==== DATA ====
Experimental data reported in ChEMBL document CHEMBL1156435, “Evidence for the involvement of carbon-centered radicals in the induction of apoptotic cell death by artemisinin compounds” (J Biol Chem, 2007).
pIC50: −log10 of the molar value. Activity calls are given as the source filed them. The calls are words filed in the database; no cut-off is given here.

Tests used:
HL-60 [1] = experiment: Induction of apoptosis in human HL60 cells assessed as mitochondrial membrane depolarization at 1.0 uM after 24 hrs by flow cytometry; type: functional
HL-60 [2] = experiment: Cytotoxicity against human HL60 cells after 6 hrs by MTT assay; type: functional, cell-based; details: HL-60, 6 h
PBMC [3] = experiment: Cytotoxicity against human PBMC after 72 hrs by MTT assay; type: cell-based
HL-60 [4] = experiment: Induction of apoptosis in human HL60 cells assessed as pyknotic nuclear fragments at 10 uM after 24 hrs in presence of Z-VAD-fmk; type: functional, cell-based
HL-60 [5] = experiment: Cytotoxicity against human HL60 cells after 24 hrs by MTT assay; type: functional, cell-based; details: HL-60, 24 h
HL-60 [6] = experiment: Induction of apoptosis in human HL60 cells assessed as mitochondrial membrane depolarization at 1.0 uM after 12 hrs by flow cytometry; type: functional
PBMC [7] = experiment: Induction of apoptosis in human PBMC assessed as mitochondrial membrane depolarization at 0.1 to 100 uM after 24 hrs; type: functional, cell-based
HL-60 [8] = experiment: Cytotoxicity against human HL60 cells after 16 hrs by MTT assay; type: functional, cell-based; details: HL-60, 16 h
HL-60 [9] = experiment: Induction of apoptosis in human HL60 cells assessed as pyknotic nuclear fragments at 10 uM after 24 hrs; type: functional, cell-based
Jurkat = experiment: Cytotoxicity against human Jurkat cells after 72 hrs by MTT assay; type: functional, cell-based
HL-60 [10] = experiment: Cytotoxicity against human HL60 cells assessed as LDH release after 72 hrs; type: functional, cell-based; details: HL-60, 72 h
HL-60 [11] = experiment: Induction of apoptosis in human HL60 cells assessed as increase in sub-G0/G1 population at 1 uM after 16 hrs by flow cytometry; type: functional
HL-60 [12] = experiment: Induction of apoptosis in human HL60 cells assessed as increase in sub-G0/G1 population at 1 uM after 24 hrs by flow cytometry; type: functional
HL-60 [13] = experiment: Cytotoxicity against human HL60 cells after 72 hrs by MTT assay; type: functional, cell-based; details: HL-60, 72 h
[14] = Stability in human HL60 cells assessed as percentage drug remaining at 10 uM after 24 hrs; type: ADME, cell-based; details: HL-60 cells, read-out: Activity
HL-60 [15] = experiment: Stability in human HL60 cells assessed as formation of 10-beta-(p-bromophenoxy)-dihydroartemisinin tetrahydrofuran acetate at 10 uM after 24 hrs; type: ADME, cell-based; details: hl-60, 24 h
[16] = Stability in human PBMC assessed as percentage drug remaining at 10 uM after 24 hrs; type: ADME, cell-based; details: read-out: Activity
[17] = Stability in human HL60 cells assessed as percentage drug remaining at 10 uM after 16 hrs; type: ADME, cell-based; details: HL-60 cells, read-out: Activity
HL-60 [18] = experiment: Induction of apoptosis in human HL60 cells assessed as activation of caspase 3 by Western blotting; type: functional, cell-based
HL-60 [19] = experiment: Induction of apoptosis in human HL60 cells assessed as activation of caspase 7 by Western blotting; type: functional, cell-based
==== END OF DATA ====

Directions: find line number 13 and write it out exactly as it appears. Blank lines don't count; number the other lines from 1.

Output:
Jurkat = experiment: Cytotoxicity against human Jurkat cells after 72 hrs by MTT assay; type: functional, cell-based